Here are some photos of the shows in Chicago at Williams-Sonoma ,Eataly, Bloomingdales and the IHHS tradeshow . We had a great time in Chicago and are now having a lot of fun at our shows in NYC. If you want to see more photos, check out my Facebook or Instagram pages. March 26, I will be atBloomingdale’sNY 59th from 12-2pm and will be making this salad along with beet farro crepes topped with ricotta, blood oranges, pistachios, honey and aged balsamic vinegar. I look forward to hopefully seeing you there!
So what does International Women’s Day and homemade saffron gnocchi have in common? Well, if you have ever visited Italy on this day, this dish may remind you of the mimosa spring that is given to women to celebrate March 8th,, La Festa delle Donne. All throughout Italy, you’ll find this lovely yellow blossom handed to women as a symbol of love, appreciation and when given woman to woman, as a sign of solidarity.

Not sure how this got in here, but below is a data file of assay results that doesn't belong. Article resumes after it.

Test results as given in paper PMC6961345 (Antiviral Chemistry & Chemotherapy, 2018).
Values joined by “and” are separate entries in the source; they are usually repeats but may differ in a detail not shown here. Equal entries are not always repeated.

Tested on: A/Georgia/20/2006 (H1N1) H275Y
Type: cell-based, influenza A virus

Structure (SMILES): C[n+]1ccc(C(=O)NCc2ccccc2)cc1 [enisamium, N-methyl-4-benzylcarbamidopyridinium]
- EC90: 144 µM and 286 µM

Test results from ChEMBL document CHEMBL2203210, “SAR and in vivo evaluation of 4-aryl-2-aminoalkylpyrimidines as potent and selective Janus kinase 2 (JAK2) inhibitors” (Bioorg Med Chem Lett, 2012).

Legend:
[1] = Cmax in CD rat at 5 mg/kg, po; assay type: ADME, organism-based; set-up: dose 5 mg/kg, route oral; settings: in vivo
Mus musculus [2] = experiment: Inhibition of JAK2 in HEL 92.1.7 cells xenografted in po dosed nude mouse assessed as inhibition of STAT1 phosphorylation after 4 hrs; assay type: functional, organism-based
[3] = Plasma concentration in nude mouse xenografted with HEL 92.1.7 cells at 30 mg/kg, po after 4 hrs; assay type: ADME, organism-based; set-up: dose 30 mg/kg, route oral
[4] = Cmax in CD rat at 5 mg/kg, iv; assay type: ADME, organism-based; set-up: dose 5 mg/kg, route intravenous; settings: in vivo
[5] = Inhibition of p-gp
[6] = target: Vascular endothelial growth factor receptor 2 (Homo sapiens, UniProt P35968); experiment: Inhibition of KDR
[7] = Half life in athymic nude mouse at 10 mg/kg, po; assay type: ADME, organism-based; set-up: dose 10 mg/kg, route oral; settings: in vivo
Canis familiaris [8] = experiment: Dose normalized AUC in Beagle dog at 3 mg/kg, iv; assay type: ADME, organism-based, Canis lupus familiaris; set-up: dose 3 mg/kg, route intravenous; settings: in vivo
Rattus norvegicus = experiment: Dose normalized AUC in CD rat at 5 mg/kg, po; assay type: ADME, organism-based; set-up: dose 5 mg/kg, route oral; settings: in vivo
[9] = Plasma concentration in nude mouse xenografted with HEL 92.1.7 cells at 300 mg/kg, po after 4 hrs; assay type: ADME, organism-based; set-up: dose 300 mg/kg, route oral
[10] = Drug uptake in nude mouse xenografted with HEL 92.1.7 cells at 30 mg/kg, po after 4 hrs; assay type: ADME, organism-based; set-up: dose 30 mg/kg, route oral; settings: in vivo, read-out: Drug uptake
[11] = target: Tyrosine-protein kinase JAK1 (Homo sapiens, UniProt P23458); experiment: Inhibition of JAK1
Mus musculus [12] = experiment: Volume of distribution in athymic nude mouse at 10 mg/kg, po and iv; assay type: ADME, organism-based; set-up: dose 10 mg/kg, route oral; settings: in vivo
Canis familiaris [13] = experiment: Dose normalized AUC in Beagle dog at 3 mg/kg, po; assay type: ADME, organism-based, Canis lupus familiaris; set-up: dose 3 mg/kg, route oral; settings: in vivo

This lovely Italian tradition inspired me to create a dish that resembles the mimosa. Cooking a homemade meal is my favorite way to show a gesture of my love, so dear readers, this mimosa dish is for you.This is my gesture of solidarity and admiration towards women. We are stronger today than ever before, we love to share and give, we love to create, we love to cultivate and we especially love to grow. We’re like these fluffy gnocchi: simple in nature, good and each piece, is one of a kind.
Homemade saffron gnocchi is a simple and genuine dish to make for your special group of friends. 100% handmade. In every bite your friends get a taste of your love. Here’s to equality for women, not just once a year, but every day.
Homemade saffron gnocchi is a simple and genuine dish to make for your special group of friends to celebrate International Women’s Day. 100% handmade. In every bite your friends get a taste of your love. Here’s to equality for women, not just once a year, but every day.
For the gnocchi:
2.2 lbs (1 kg) potatoes suitable for gnocchi
1½ to 2½ cups (150-300g) all-purpose flour